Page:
THOSE with “lived experience” of drug addiction will have a key role in shaping policy on the issue, a minister has said.

Drugs Policy Minister Angela Constance made the pledge as she announced funds worth £18 million for drug treatment services in Scotland.

The Scottish Parliament debated the “national mission” to reduce drug deaths on Thursday.

Constance was appointed to the newly-created ministerial role in December after figures showed Scotland’s drug-related deaths rose to 1264 in 2019, the highest number since records began.

On Thursday, she said she had recently met with a group of women, dealing with drug dependency, who had delivered a message of “hopelessness” as they felt their “lives didn’t matter”.

Constance said: “It is vital that we respond in a way that can restore hope to those who most need it, to show that their lives do, indeed, matter and they are valued as our fellow citizens.”

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There will be local and national panels including people with “lived and living experience” involved in decision-making around the new drugs policy, she said.

The minister said this would include existing organisations and would be a “significant new approach”.

Of the £18m fund, £3m will go to children and families affected by drugs misuse.

Another £5m will go towards increasing capacity for residential rehabilitation and £5m will go towards improving existing services.

Labour MSP James Kelly tabled an amendment that called for more funding for drugs services, describing the number of deaths as “devastating”.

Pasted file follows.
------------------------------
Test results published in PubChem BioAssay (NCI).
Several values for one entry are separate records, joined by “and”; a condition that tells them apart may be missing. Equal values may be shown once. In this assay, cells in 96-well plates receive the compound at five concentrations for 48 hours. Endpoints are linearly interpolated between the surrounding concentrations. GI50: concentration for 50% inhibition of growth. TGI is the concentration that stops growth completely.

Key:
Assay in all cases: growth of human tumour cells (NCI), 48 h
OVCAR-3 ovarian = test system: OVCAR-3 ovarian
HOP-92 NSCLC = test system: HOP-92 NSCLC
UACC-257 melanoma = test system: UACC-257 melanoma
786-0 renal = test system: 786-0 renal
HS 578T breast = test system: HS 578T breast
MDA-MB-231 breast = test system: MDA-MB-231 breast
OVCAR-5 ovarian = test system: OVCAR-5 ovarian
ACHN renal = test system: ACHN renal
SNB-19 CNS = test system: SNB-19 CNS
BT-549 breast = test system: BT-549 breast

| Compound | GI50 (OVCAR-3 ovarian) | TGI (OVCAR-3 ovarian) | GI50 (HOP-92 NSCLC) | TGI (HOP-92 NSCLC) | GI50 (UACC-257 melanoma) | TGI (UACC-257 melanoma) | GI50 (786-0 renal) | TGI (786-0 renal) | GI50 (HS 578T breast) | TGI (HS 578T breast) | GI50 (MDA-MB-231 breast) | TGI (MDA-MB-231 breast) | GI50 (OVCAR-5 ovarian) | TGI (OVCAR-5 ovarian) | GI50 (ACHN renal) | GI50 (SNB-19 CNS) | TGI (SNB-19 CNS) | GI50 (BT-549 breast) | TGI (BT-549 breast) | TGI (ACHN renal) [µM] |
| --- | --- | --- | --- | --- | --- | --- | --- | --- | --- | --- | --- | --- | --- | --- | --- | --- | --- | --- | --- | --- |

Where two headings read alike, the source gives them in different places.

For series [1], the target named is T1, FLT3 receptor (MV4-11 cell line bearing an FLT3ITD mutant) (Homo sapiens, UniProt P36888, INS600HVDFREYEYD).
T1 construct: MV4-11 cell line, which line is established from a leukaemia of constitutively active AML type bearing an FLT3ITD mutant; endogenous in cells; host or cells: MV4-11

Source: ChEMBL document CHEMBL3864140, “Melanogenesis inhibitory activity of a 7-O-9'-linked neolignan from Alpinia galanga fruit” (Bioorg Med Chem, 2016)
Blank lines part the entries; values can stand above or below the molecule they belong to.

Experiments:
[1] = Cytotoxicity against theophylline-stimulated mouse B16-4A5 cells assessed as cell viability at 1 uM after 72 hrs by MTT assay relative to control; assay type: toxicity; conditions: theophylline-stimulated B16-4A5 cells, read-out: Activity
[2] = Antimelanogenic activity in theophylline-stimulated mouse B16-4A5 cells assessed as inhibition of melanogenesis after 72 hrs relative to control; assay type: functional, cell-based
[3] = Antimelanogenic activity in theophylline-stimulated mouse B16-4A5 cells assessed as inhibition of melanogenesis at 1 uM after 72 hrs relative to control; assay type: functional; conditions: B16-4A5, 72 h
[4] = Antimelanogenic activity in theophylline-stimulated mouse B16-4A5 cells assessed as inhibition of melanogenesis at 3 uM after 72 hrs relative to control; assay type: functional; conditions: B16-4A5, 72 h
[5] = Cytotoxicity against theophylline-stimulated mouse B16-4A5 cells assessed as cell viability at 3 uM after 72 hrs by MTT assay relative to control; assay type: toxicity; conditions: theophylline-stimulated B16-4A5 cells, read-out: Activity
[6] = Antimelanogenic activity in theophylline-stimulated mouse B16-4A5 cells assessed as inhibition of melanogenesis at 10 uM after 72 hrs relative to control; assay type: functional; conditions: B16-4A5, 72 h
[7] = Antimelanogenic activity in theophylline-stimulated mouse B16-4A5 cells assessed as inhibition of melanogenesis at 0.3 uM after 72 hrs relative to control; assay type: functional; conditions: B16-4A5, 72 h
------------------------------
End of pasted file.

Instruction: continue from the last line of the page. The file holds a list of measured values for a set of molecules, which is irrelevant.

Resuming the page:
He added: “It’s a national disgrace. It’s a failure of the devolution era, crossing a number of administrations, not just the current administration.”

Kelly also said that his party believe safe consumption rooms are key to countering the issues.

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LibDem MSP Liam McArthur said: “People are dying preventable deaths, three, four, five and sometimes even six decades before their time.

“We owe it to all of them to drop all lingering excuses – there are none.

“And we owe it to all of them to do everything possible to turn this around.”

Green MSP Alison Johnstone also questioned the legal response to drug use.

She said: “This is a public health emergency. We can’t arrest our way out of the drug deaths crisis.

“We need to help people to manage their drug use rather than to punish them for it.”